Trans-NIH Recruiting Effort Brings in Nine Investigators
BY MONIKA DESHPANDE, NCI
NIH welcomes the 2010-2011 class of Earl Stadtman Investigators, named for the legendary biochemist, who worked at NIH for 50 years. Stadtman mentored and inspired countless researchers including two who went on to become Nobel laureates—Michael Brown and Stanley Prusiner—and others who were later elected to the National Academy of Sciences. The Stadtman program, launched in 2009, a year after his death, aims to attract outstanding scientists whose research areas are not restricted to the interests of particular institutes but span the biomedical fields.
Exploring Inflammation, Cardiometabolic Diseases, and PTSD
BY LAURA STEPHENSON CARTER
Nehal Mehta and Jessica Gill recently joined NIH as the first two NIH-Lasker Clinical Research Scholars, a joint initiative of NIH and the Albert and Mary Lasker Foundation that will nurture the next generation of clinician-scientists.
Sea Creatures Providing Clues on the Evolution of Vision
BY JEANNINE MJOSETH, NHGRI
Bioluminescent sea creatures that emit and detect light are providing clues to the evolution of sight and may, in time, shed light on our understanding of eye diseases. Research published in a recent issue of BMC Biology has pinpointed the genes involved in making and sensing light in this organism.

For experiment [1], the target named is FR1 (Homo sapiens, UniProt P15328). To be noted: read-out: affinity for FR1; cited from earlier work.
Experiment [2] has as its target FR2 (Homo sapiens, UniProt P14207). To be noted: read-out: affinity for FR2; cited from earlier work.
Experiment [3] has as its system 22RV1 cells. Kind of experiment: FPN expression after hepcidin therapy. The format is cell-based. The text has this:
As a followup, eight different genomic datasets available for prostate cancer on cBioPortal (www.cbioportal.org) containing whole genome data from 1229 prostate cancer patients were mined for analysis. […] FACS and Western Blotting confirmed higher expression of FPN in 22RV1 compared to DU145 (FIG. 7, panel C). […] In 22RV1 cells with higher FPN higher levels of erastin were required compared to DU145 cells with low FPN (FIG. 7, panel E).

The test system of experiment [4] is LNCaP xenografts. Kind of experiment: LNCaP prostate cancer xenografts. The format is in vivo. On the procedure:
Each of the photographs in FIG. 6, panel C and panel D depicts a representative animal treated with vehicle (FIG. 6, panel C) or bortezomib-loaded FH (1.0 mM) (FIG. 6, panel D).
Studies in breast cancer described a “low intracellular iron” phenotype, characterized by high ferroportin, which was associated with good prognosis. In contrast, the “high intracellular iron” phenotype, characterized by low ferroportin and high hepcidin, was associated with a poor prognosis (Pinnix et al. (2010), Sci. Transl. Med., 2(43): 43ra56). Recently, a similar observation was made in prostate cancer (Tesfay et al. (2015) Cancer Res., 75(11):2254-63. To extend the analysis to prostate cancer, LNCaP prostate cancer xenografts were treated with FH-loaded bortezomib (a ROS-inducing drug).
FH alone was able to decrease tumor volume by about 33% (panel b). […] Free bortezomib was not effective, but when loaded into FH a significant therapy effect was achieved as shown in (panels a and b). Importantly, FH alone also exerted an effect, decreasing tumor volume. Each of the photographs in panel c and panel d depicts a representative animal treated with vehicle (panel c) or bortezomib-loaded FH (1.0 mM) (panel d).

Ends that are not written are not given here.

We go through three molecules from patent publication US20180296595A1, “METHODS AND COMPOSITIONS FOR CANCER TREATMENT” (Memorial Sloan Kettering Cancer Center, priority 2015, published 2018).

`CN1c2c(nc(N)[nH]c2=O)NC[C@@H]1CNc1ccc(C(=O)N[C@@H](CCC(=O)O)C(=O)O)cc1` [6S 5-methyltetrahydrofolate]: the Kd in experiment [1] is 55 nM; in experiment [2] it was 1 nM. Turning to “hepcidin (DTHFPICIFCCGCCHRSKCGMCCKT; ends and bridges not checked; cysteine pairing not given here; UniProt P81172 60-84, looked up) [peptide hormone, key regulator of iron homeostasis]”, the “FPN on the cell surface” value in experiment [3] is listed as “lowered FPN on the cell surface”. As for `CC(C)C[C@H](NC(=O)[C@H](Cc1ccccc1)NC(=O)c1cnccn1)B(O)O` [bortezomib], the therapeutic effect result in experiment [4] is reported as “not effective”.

Reubin Andres (died on September 23, 2012, at age 89) was NIA’s first clinical director. He is known for the invention of the glucose-insulin clamp technique, a method that remains the gold standard in the study of glucose and insulin homeostasis, and for his original and fundamental observations on the hormonal abnormalities in diabetes.
Earl M. August (died on November 21, 2012, at age 54) was a senior scientist in NCI’s developmental therapeutics program (1990–1994).
NIDDK Research Clinic in Arizona Aims to Lessen Health Disparities
BY AMY F. REITER, NIDDK
On a dusty road just south of Phoenix, a small one-story building has completed its first year open for research. The building sits on the Avenida del Yaqui in Guadalupe, a town made up primarily of Yaqui Indians and Hispanic Americans. The Yaqui who first settled in the town were from Sonora, Mexico; descendants have preserved many elements of their culture, including elaborate Easter and Lent ceremonies with dancing, costumes, music, and masks.
Learning Ally Volunteers at NIH Open Up the World of Science to Reading-Impaired Students
BY HEATHER DOLAN
Ever dream of becoming a recording artist? If so, there’s a studio in Building 31 that could use your voice. It’s the NIH satellite of Learning Ally, a nonprofit organization that converts books into audio recordings for reading-disabled students of all ages.